Hernan Cortes

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Hernan Cortes seen by José Clemente Orozco

Hernando Cortés (Medellin, Spain, 1485 - Castilla de la Cuesta, Spain, 1547) was a Spanish Conquistador. He is famous for his brutal conquest of the Aztecs. In February of 1519, Cortés departed for the new world. His mission: to bring Catholicism to the 'uncivilized' nations of the new world, his banners read "Brothers and companions, let us follow the Sign of the Cross with true faith and in it we shall conquer." All the equipment he had was 11 ships, 508 Spanish soldiers, 100 sailors, 16 horses (unknown to the New World), and 4 small cannons.

The journey to the new world lasted over two months, and the Spanish commander and his soldiers finally set foot in the new world on Good Friday of that year. The day was the 22nd of April, in the year of Our Lord 1519. To the Aztecs it was the year 1- Reed, the day 9-Wind. Supposedly, in Aztec religious tradition, on this day their chief god, Quetzalcoatl, had been predicted to return to conquer the evil spirits who had expelled him from that land. The prediction of the returning god was that he would come wearing black, and armored in shining plates of steel. Ironically, the Spaniards came dressed in all black, as was the ancient European custom on Good Friday, and the Spanish military was always armed with steel or brass armor.

Cortes first constructed a fort. Once this operation was complete, he left about 200 Spanish Conquistadors to garrison the citadel, and proceeded inland with the remaining 300. The Conquistadors first came to a city called Zoctitlan, were no defense was put up. So Cortés marched on unhindered, and his next stop was the city of Tlaxcala. However, here staunch defense was put up. Outnumbered 10 to 1, the Spaniards won a miraculous victory. But almost all of the troops were injured. The conservative commander would have retreated to the coast, but Cortés pushed on, saying the greater the obstacles, the greater the glory. Cortés's next move was to make a treaty with the Tlaxcalans. Marching forward, Cortés pushed on to Cholula. The Cholulans were prepared, and set a trap for Cortes. However, the chief's wife warned him and the Spaniards won another stunning victory. Finally on November 13, they entered the Aztec's capitol, Tenochtitlan. Originally, the Aztecs gave Cortés and his men a grand tour of the city, including the temple where all of the human sacrifices were made.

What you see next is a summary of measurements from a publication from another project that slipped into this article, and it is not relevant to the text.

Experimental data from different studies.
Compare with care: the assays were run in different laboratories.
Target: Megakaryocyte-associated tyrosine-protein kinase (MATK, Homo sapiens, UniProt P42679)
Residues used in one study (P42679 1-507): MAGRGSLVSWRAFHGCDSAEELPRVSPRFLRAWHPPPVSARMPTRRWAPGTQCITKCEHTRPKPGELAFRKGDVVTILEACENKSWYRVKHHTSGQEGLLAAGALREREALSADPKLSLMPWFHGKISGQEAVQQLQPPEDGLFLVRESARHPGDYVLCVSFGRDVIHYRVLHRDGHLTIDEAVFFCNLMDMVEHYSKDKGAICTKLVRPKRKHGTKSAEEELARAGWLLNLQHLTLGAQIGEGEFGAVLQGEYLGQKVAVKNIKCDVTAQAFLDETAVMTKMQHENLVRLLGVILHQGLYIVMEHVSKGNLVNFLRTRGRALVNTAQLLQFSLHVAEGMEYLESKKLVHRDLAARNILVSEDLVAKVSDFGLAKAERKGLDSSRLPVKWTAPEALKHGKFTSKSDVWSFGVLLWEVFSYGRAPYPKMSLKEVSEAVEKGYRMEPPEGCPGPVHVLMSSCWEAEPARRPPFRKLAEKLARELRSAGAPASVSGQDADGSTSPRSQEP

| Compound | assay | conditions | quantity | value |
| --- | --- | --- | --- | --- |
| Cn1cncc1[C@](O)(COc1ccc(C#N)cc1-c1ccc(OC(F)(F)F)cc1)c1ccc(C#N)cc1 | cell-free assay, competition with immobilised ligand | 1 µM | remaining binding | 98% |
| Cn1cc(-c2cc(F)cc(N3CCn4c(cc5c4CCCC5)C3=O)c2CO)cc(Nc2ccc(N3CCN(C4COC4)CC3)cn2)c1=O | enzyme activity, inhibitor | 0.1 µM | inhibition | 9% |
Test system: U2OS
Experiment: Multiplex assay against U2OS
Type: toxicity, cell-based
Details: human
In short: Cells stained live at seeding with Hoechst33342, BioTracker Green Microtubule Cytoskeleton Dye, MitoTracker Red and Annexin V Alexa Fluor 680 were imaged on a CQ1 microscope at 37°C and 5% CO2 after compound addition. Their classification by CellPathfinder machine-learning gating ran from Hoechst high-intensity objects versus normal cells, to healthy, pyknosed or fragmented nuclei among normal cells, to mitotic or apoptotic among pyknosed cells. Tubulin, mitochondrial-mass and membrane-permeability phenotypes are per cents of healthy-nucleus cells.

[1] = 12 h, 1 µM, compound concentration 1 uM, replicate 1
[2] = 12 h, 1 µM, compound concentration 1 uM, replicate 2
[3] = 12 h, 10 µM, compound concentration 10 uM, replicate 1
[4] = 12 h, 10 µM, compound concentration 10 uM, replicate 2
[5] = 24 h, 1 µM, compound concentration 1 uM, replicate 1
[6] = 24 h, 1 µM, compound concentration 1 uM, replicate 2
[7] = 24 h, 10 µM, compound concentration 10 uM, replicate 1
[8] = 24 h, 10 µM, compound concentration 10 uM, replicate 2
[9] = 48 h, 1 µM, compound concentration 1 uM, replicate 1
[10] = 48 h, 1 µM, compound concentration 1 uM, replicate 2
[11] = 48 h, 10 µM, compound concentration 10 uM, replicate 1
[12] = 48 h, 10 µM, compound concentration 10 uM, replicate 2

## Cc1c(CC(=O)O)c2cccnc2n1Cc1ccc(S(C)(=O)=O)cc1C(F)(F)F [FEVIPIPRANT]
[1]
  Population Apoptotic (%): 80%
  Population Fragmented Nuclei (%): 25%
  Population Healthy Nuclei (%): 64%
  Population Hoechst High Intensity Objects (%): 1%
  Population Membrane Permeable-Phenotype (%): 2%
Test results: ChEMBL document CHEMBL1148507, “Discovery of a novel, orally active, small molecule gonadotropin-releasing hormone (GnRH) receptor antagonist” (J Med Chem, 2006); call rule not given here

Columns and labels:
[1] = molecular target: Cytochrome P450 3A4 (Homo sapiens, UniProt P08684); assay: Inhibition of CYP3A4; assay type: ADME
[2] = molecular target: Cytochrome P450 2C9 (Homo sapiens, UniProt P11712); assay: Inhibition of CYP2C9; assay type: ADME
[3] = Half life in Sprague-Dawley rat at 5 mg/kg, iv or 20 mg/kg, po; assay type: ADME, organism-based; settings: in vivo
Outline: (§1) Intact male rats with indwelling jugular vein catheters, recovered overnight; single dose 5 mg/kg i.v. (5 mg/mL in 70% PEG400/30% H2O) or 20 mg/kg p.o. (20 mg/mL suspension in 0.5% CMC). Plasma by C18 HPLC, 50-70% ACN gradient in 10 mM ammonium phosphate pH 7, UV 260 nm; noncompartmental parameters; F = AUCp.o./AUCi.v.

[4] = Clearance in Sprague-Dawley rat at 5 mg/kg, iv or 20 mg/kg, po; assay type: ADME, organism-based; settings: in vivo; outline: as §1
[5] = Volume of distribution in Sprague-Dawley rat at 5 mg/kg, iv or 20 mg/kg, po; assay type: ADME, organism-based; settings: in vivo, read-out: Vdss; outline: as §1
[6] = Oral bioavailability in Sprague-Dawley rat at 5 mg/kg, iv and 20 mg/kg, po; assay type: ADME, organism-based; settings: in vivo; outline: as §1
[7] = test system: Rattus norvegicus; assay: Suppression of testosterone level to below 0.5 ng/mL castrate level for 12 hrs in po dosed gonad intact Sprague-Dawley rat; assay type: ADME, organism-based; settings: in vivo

Gravure du XVIIème siècle

As 1519 came to a close, Cortés took a small band of men to address another Spanish commander threatening to attack him. He won an easy victory, but the garrison he had left at Tenochtitlan was besieged by the Aztecs. Cortés returned to the Aztec capital, and took charge of his small force. On June 25, 1520, Cortés led an assault on the Aztec temple. His men fought their way up the 114 steps to the top and victory was his. During the fight Montezuma was killed. The Aztecs selected Cuauhtemoc as the new Emperor. However, Cortés' men were too weary to continue fighting, and could not follow up the win. Their food was short so he retreated. But they were attacked again at the plains of Otumba, a small plain outside Tlaxcala. Outnumbered once more, the weary Spanish managed one more miraculous victory. They spent the remainder of the year in Tlaxcala recovering.

The following May Cortes began to march on Tenochtitlan. On May 13, 1521, the siege of the city began. This began 93 days of constant warfare; during the day the Spanish would gain ground, during the night they would lose it. Finally, in August, the Spaniards began to hold the ground they were capturing. The Aztec defenders started to run low on food and water. Then on August 13, 1521, Cortes led an assault on the temple of the Aztec gods. The Spaniards fought their way to the top. At the peak, they erected the Cross. Once more they fought their way down, but this time victory was theirs for good. During the battle the Spanish had captured Cuauhtemoc, and the war was over. The Spaniards had won.

While some people regard Cortes as a man on a mission to bring Christianity to the Americas, history generally records him as a gold-hungry bandit who used military might in search of wealth.

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